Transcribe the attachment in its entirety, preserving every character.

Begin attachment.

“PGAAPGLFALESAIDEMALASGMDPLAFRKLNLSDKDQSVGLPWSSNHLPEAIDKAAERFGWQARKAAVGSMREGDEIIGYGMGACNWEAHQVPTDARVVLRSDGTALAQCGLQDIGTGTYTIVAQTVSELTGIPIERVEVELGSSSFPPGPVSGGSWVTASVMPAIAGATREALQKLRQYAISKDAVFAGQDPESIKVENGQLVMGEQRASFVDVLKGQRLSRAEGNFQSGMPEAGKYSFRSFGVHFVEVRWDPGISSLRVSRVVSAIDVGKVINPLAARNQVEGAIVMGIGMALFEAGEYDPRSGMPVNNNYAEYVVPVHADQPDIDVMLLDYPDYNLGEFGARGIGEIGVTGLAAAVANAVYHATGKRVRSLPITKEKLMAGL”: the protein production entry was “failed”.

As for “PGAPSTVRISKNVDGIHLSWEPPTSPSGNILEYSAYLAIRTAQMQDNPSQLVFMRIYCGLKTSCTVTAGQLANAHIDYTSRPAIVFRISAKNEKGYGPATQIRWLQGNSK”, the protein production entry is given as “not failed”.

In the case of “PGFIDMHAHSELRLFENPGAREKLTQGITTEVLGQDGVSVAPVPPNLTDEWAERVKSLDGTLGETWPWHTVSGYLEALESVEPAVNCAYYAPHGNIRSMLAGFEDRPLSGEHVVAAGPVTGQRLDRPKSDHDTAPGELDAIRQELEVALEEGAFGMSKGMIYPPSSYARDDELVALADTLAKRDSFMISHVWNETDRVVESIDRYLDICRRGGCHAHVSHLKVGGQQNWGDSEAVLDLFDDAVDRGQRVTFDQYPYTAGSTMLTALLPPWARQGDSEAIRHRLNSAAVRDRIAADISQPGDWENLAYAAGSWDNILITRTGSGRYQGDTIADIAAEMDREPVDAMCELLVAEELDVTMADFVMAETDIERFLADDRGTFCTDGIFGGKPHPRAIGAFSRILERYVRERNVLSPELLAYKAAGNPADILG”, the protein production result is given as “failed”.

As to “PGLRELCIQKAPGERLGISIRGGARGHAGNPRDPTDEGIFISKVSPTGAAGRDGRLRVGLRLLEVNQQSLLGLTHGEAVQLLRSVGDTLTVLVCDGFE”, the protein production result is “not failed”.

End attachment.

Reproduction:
“PGAAPGLFALESAIDEMALASGMDPLAFRKLNLSDKDQSVGLPWSSNHLPEAIDKAAERFGWQARKAAVGSMREGDEIIGYGMGACNWEAHQVPTDARVVLRSDGTALAQCGLQDIGTGTYTIVAQTVSELTGIPIERVEVELGSSSFPPGPVSGGSWVTASVMPAIAGATREALQKLRQYAISKDAVFAGQDPESIKVENGQLVMGEQRASFVDVLKGQRLSRAEGNFQSGMPEAGKYSFRSFGVHFVEVRWDPGISSLRVSRVVSAIDVGKVINPLAARNQVEGAIVMGIGMALFEAGEYDPRSGMPVNNNYAEYVVPVHADQPDIDVMLLDYPDYNLGEFGARGIGEIGVTGLAAAVANAVYHATGKRVRSLPITKEKLMAGL”: the protein production entry was “failed”.

As for “PGAPSTVRISKNVDGIHLSWEPPTSPSGNILEYSAYLAIRTAQMQDNPSQLVFMRIYCGLKTSCTVTAGQLANAHIDYTSRPAIVFRISAKNEKGYGPATQIRWLQGNSK”, the protein production entry is given as “not failed”.

In the case of “PGFIDMHAHSELRLFENPGAREKLTQGITTEVLGQDGVSVAPVPPNLTDEWAERVKSLDGTLGETWPWHTVSGYLEALESVEPAVNCAYYAPHGNIRSMLAGFEDRPLSGEHVVAAGPVTGQRLDRPKSDHDTAPGELDAIRQELEVALEEGAFGMSKGMIYPPSSYARDDELVALADTLAKRDSFMISHVWNETDRVVESIDRYLDICRRGGCHAHVSHLKVGGQQNWGDSEAVLDLFDDAVDRGQRVTFDQYPYTAGSTMLTALLPPWARQGDSEAIRHRLNSAAVRDRIAADISQPGDWENLAYAAGSWDNILITRTGSGRYQGDTIADIAAEMDREPVDAMCELLVAEELDVTMADFVMAETDIERFLADDRGTFCTDGIFGGKPHPRAIGAFSRILERYVRERNVLSPELLAYKAAGNPADILG”, the protein production result is given as “failed”.

As to “PGLRELCIQKAPGERLGISIRGGARGHAGNPRDPTDEGIFISKVSPTGAAGRDGRLRVGLRLLEVNQQSLLGLTHGEAVQLLRSVGDTLTVLVCDGFE”, the protein production result is “not failed”.